And you did stop, Time, for a breath, a heartbeat that I have relived in a thousand dreams. It was the happiest second of my life. And as my little miracle grew inside of me, we played you and I. I counted incessantly: weeks+days, every morning had a new label, each day a step towards the next milestone. I counted anxiously towards scans and midwife appointments. You became measured by fruits and vegetables rather than numbers, objects that mimicked my baby’s size as she grew. I felt that intense conflict of wanting you to stand still so I could absorb the magic of my pregnancy, and simultaneously race ahead so that I could hold her in my arms.
For nine months you were a measure of life, of hope. And then, Time, you became a measure of death. There is a report, an investigation, with your footprint all over it:
The time that we arrived at the hospital;
The time when her heart beat strongly, a beautiful trace, lines dancing along a page;
The time my waters broke;
The time that ticked by until help arrived;
The time her death was discovered;
The time my heart broke in two.
From that moment, Time, we battled you and I. Each passing minute that you forced upon me was a minute away from the ‘before’, from happiness, from hope. Each passing minute was a step closer to the moment when I would have to say goodbye and leave her behind forever. And yet each of those minutes, from her silent birth, until I took those agonising steps through the hospital doors, will always be the most precious minutes of my life. Thank you for giving me those.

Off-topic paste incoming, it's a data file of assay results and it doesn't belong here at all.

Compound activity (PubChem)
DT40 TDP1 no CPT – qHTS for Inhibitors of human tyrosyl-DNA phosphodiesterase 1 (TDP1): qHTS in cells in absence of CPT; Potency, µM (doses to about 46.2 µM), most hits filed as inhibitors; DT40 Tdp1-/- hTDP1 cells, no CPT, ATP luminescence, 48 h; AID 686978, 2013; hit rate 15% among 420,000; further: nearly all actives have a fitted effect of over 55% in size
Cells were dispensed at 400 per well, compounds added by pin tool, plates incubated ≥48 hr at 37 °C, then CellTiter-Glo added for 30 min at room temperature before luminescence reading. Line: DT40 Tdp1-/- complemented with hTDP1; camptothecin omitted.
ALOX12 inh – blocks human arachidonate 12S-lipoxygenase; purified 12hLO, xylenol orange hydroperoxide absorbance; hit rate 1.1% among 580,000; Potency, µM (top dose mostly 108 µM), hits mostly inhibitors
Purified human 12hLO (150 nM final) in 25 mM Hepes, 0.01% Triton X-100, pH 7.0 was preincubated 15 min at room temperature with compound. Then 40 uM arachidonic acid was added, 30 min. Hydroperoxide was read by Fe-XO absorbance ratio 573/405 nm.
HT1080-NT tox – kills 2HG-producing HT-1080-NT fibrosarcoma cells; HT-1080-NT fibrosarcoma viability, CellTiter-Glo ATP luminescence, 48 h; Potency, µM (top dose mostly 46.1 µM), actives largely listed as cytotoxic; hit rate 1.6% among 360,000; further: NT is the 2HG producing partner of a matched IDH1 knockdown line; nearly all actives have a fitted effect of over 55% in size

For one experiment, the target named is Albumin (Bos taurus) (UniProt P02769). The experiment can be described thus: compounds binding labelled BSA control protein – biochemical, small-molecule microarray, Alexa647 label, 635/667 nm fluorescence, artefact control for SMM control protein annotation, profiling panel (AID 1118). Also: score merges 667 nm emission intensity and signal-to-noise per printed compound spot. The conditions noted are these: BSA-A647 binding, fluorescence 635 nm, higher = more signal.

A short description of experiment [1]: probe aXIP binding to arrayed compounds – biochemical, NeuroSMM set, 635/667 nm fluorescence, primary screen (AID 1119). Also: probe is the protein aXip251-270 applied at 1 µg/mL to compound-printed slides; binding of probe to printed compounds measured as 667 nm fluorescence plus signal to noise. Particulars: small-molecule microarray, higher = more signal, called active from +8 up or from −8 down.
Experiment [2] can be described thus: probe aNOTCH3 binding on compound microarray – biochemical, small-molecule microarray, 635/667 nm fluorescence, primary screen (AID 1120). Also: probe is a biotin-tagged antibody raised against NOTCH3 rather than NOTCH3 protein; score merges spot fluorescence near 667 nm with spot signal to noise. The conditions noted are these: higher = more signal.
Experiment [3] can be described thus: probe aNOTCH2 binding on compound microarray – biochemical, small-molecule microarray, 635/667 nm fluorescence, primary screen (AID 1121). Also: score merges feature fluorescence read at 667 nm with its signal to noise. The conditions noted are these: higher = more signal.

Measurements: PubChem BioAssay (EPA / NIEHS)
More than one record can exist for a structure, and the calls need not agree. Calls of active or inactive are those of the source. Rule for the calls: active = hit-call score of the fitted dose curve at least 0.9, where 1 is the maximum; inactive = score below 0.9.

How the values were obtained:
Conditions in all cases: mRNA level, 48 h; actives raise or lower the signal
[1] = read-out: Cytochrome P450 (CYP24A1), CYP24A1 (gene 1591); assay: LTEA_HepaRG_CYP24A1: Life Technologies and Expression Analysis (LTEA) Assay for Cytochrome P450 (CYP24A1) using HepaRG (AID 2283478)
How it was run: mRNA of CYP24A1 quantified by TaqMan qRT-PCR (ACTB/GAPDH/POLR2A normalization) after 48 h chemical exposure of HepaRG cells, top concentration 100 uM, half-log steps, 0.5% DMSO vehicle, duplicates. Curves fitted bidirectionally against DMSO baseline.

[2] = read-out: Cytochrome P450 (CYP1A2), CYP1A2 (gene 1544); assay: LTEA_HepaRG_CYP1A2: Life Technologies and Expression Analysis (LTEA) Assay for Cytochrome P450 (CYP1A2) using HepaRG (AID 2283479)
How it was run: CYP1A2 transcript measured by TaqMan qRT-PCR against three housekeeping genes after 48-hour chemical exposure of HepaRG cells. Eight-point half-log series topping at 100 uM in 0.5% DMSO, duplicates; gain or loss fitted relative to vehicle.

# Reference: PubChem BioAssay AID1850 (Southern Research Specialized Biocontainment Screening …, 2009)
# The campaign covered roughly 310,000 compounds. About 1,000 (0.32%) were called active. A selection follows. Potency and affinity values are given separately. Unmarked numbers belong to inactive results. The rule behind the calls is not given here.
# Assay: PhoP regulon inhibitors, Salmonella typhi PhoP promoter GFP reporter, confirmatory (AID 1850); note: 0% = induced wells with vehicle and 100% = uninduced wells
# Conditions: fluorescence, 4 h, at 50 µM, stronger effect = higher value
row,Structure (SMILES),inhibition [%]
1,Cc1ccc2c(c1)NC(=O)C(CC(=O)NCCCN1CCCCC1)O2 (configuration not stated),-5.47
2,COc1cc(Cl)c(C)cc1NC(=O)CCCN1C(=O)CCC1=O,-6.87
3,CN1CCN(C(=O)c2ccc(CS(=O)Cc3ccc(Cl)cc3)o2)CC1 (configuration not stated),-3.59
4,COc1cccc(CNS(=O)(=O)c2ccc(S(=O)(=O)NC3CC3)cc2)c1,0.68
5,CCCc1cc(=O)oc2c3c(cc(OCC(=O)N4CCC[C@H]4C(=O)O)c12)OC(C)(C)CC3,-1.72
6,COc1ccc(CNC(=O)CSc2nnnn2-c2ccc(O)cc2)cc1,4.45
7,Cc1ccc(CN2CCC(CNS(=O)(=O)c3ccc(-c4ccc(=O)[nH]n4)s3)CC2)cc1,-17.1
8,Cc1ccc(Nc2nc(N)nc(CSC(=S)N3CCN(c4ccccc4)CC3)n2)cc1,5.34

But I am so angry with you, Time, for not standing still then, in the only hours I had with my baby. Why didn’t you stop? Why didn’t you give me more? We made beautiful memories, my little family and I, but it will never be enough. And as you have persisted in ticking by, those memories have begun to fade. There are moments when I hate you, Time, for stealing my memories and for taking me further and further away from those most precious of days. But I know that your relentless pursuit in the years that have followed has given me so much to be grateful for too.
I now have two more babies to hold, to love fiercely and to marvel at as they grow. If you had stopped for me, Time, I would have missed out on so much. You have become intertwined with my grief, dancing a dance that stretches and changes me with each passing day. I still fight you Time, when it feels like you’re racing away too fast for my feet to keep up. But I am learning to surrender, to stop resisting your pace as the grey hairs multiply and my thirties slip away. I am daring to trust that the days that have gone before won’t be lost forever. I am working on believing that even when they feel so far away, I will see those moments again in my dreams.
Thank you, Time, for taking my hand and pulling me from my darkest days into moments of joy and renewed hope. Thank you for giving me so many chances for kindness and for love. I am looking forward to many more and to watching my children grow, their big sister’s legacy too. Though perhaps, Time, you could slow down just a little?